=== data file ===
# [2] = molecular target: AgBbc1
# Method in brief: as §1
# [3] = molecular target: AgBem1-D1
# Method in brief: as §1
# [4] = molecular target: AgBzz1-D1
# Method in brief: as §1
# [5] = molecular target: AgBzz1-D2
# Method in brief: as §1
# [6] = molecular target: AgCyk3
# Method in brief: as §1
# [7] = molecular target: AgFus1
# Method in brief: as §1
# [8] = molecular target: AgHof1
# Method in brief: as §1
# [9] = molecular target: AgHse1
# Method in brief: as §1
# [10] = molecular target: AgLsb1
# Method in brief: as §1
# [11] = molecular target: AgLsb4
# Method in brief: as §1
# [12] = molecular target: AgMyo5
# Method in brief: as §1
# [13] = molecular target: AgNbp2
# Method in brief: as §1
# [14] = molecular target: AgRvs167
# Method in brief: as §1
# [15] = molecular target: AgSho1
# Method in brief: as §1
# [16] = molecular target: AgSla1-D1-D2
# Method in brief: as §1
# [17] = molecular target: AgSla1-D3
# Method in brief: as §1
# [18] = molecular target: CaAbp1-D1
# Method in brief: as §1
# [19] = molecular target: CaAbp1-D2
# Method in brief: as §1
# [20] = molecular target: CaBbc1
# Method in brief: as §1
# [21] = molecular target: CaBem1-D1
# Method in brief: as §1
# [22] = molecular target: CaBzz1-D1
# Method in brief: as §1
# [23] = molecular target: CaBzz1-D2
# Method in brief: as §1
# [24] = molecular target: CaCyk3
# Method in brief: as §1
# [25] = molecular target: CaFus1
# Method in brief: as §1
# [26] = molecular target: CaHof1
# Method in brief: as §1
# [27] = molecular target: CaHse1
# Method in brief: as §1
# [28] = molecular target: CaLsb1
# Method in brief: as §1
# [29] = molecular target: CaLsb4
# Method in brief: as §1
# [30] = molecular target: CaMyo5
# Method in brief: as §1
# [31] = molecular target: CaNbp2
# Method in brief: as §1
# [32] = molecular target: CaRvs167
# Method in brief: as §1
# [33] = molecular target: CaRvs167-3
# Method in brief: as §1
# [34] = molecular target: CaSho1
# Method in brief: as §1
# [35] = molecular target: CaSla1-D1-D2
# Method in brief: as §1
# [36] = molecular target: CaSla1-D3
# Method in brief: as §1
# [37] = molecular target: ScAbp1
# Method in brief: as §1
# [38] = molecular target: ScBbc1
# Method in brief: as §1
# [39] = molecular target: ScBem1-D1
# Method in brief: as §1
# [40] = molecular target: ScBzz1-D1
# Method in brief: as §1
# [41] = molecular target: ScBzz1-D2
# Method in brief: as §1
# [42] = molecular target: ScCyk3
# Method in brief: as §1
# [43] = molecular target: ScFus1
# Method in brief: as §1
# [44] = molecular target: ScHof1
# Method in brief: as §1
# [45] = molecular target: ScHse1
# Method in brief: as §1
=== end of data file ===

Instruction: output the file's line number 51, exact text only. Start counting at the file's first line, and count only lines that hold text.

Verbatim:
# [27] = molecular target: CaHse1